"Ask a Genealogist" on Juneteenth in San Francisco

Tomorrow, Lisa Lee and I will be conducting one-on-one "Ask a Genealogist" sessions from 12:00 noon to 4:00 p.m. at the Museum of the African Diaspora in San Francisco. This is part of their Juneteenth event (on Father's Day) and is free and open to the public:

To guarantee a time slot with a genealogist you should preregister by e-mailing  Walk-ins will be accepted on an as-available basis.  Come on by and let us help you start learning about your family history!

Thursday, June 14, 2012

ZichronNote Is at the Printer

I'm still running behind on my schedule, but it's getting closer to being on time (at least I'm finished with my training schedule!).  The May issue of ZichronNote has been sent to the printer and will be mailed soon to hard-copy subscribers.  Articles in this issue include a cautionary story about contacting possible relatives during your research; a name survey of the British censuses; and reviews of the San Francisco History Expo and a presentation about the Angel Island Immigration Station.

ZichronNote is available only to members of the San Francisco Bay Area Jewish Genealogical Society. If you join (at the very affordable annual membership rate) you get a subscription to the journal and help fund research projects, and help support a hobby you enjoy.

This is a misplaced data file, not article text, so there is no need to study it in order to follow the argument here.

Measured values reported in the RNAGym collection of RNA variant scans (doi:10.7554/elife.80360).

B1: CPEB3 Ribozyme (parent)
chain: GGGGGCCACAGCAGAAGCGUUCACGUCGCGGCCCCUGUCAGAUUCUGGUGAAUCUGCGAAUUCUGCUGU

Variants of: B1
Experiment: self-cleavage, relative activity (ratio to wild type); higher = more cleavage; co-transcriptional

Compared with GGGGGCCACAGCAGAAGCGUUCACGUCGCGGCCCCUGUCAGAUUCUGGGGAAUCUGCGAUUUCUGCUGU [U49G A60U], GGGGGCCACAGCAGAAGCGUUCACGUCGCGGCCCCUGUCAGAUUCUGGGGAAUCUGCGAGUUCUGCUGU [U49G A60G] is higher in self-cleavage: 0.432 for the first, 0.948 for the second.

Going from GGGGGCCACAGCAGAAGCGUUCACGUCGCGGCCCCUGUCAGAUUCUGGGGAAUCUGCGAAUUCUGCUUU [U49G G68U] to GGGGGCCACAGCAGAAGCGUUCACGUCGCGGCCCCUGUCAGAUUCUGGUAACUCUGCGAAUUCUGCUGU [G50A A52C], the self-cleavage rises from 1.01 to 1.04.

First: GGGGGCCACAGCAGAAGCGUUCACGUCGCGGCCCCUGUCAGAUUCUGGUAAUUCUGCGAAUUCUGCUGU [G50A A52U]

Tuesday, June 12, 2012

Loving Day

Read about Loving Day here.

Free Library Access to Historical Jewish Newspapers in June

For the month of June only, Proquest is providing free access to libraries to its Historical Jewish Newspaper project.  Go to for more information.  The instructions are to join the ProQuest Discover More Corps social network, then click on the tab there for Database of the Month.  Librarians may also request a longer free trial and other products from ProQuest.

Sunday, June 10, 2012

Update on Central Library of Berlin Efforts to Identify Book Owners

In December I posted about the efforts of the Central Library of Berlin to find descendants of the owners of books that were confiscated by the Nazis during World War II.  On Friday I received a message from Peter Prölß of the library, who informed me that the library has published a new site that provides images and descriptions of the books, their provenance marks, and the names of the (assumed) previous owners. At (the site is in German) you can search the database by name and other options (an English-language page at has a basic search, but the German-language search is more robust).